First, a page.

"We have never addressed a congressional subpoena for the president's information," Roberts writes.
"We have held that each house has power to secure needed information in order to legislate," he said, affirming the power of Congress to legitimately subpoena the president.
At the same time, the Roberts concluded that power is not unchecked: "Without limits on its subpoena powers, Congress could exert an imperious control over the executive branch and aggrandize itself at the president's expense, just as the framers feared."
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Roberts, deliberately not invalidating the subpoenas, said a lower could would need to perform additional "careful analysis" using criteria laid out in his opinion to determine whether or not they serve "significant legislative interests of Congress" and respect the unique burdens of the presidency.
Justices Thomas and Alito dissented.
"Congress' legislative powers do not authorize it to engage in a nationwide inquisition with whatever resources it chooses to appropriate for itself," Thomas wrote. "The power that Congress seeks to exercise here has even less basis in the Constitution that the majority supposes."
President Trump's legal team called the ruling -- along with a decision in a related case on a New York grand jury subpoena -- a legal victory.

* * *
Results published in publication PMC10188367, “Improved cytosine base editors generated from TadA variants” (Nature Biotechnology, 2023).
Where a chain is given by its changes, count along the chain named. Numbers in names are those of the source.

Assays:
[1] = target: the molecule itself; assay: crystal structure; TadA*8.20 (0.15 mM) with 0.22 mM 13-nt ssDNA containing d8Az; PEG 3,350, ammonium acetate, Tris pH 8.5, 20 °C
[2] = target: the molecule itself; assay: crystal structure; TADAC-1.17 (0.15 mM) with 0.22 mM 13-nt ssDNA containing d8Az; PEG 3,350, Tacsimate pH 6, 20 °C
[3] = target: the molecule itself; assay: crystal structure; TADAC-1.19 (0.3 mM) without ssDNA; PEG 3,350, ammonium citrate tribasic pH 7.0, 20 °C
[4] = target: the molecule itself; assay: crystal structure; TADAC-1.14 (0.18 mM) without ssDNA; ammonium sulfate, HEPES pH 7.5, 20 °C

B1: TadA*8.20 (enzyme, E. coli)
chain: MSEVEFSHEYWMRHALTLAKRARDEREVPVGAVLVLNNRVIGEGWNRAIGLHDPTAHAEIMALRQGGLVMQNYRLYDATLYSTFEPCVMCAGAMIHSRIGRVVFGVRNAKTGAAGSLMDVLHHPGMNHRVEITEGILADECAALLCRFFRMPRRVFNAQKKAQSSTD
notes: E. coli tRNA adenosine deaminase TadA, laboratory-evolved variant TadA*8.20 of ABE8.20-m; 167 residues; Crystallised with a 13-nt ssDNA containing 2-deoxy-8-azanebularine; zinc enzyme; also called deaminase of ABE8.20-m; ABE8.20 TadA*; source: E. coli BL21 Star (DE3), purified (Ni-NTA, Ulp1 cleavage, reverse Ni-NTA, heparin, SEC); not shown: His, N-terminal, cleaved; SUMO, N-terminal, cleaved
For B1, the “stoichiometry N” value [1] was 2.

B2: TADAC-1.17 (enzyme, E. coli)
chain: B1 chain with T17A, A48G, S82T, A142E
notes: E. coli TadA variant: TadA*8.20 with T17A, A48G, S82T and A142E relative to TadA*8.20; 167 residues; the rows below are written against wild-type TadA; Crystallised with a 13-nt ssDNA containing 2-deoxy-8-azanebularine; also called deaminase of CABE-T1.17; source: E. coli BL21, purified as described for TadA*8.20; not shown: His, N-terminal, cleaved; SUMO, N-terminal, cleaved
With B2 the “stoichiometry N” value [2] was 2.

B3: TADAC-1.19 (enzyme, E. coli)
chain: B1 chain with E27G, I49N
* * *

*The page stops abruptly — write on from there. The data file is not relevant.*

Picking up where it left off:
"We are pleased that in the decisions issued today, the Supreme Court has temporarily blocked both Congress and New York prosecutors from obtaining the President’s tax records. We will now proceed to raise additional Constitutional and legal issues in the lower courts," Counsel to the President Kay Sekulow said in a statement.
ICE should use subpoenas as a key to unlock sanctuary jurisdictions
Administrative immigration subpoenas collide headlong with the chief purpose of most sanctuary jurisdiction policies: to conceal information from ICE.But the Supremacy Clause of the U.S. Constitution makes federal law, including immigration law, supreme over state law. So what if there were a federal legal mechanism to make them cooperate, and not merely request it? Actually, there is: administrative immigration subpoenas. They've been used sparingly in the past but it's time to start using them everywhere.
House Speaker Nancy Pelosi, seizing on Roberts' affirmation of Congress' subpoena power, cast the decision as a victory for congressional oversight of the president.